Boothbay Harbor presents Museum in the Streets

Tue, 08/04/2020 - 9:00am

    Boothbay Harbor joins 10 other Maine towns, including Wiscasset, in establishing its own Museum in the Streets (MITS). The approximately one-hour walk includes 24 informational signs around both sides of the harbor and three introductory signs with brochures at each end of the footbridge and at the municipal parking lot.

    Planning board vice-chair Chris Swanson and Code Enforcement Officer Geoff Smith spearheaded the project last year and had help on information gathering and planning from planning board member Margaret Perritt and Boothbay Region Historical Society.

    Said Swanson, “Geoff and I were talking about historical preservation and a couple of historical buildings that have seen the wrecker's ball. We said there's really nothing that kind of commemorates the historic structures or uses that we've had in town, so we thought what if we did something where we recognized buildings of historic significance?”

    Just as Swanson and Smith figured they would need to organize designers, research materials and installation and price everything out, Smith happened upon Belfast’s  MITS walk. When he showed Swanson a few pictures of the signs and the two looked up the program online, they said why reinvent the wheel?

    “I said this was exactly the sort of thing we were looking for,” said Swanson. “We became more excited the more we saw and decided to … present to the board of selectmen. And they thought it was a great project.”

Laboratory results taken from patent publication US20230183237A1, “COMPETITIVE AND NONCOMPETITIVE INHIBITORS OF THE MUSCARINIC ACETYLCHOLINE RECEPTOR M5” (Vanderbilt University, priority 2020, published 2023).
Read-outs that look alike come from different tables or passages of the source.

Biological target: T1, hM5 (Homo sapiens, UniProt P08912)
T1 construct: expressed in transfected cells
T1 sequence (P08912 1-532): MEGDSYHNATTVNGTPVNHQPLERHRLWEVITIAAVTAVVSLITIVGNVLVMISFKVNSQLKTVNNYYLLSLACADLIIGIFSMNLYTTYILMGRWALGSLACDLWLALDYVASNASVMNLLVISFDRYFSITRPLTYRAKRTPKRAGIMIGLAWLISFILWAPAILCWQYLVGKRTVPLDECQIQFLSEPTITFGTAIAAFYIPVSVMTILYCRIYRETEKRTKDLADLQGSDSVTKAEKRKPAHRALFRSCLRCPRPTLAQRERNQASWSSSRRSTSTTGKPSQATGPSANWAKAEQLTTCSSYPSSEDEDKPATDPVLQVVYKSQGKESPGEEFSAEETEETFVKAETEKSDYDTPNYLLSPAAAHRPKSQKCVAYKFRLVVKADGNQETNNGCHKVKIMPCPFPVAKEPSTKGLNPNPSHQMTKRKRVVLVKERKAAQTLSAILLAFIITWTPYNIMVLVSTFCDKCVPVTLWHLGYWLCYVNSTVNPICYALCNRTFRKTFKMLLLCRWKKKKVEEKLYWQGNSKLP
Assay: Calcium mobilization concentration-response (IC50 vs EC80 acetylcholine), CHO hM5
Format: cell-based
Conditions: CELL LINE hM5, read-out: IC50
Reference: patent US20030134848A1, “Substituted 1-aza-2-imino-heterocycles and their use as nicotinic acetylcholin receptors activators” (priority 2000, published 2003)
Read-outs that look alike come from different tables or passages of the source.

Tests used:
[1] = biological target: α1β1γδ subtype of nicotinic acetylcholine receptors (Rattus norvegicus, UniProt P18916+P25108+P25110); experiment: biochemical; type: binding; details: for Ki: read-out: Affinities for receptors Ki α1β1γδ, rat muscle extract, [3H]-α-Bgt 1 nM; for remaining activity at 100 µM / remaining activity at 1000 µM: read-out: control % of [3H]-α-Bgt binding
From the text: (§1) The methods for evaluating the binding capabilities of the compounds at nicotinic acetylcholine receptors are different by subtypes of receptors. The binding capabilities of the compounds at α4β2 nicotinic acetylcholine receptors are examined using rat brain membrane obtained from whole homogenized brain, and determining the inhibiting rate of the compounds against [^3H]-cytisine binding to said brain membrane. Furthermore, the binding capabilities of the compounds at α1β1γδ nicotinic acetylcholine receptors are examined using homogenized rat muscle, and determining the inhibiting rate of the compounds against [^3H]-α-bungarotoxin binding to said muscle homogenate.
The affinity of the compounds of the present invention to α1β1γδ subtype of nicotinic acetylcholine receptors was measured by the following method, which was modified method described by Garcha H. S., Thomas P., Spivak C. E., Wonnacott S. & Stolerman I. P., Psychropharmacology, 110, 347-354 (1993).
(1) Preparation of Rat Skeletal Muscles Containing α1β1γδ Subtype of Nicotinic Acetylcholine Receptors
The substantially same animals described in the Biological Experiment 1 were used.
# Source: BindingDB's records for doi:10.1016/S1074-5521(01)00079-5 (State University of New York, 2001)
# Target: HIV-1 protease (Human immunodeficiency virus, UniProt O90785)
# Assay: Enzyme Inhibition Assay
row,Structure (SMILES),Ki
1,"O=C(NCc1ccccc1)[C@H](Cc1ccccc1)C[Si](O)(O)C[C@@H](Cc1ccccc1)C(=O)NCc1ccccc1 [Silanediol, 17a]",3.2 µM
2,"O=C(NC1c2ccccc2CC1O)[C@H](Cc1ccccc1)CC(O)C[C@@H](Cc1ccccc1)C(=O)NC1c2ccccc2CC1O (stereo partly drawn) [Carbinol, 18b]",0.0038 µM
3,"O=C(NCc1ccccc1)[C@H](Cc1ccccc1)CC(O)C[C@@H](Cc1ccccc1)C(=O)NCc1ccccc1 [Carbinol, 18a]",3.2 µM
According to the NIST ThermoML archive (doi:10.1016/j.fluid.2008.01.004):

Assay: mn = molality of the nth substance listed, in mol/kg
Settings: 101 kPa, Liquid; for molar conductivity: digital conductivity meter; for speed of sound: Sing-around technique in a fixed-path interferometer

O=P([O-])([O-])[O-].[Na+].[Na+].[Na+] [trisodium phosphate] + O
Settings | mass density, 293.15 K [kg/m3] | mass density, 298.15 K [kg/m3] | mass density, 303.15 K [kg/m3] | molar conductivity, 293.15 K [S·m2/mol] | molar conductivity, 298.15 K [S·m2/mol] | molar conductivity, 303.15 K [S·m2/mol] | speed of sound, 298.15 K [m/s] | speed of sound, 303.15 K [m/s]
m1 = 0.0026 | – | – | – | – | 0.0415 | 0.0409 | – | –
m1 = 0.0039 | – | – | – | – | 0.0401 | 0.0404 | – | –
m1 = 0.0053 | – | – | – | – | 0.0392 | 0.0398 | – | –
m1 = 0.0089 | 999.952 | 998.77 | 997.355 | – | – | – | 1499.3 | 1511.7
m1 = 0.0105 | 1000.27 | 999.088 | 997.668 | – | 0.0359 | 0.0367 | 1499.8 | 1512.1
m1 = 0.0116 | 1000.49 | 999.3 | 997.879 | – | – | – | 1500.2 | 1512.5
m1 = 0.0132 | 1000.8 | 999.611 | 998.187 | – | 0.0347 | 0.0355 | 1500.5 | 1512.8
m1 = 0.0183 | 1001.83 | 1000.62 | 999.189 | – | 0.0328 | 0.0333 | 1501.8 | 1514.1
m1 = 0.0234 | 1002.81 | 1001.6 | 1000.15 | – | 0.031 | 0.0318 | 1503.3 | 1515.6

Swanson and Smith said the hardest part was picking historic structures and spots to include in the walk which originally had 24 panels planned on the west side of the harbor alone. To keep an east/west walk down to one hour, they said there were many hard decisions to make which cut notable areas like Oak and Pear streets, the cemeteries and everything beyond Kaler’s Restaurant.

    “There are many other places that are deserving of recognition, other places that we thought would be great, but you just have to make a choice and sometimes the choices were difficult.”

    The project was shaping up to conclude in about 10 months in April, but interruptions in production delayed it about two months.

    Since the signs’ installations, several people have remarked on how enlightening the walk is, especially people who have been visiting the region for years and never knew the history was so deep and rich, said Swanson.

    “It's another attraction for the town. It doesn't cost anything and you don’t have to commit to doing an entire walk … Yet, there would be enough for a second walk.”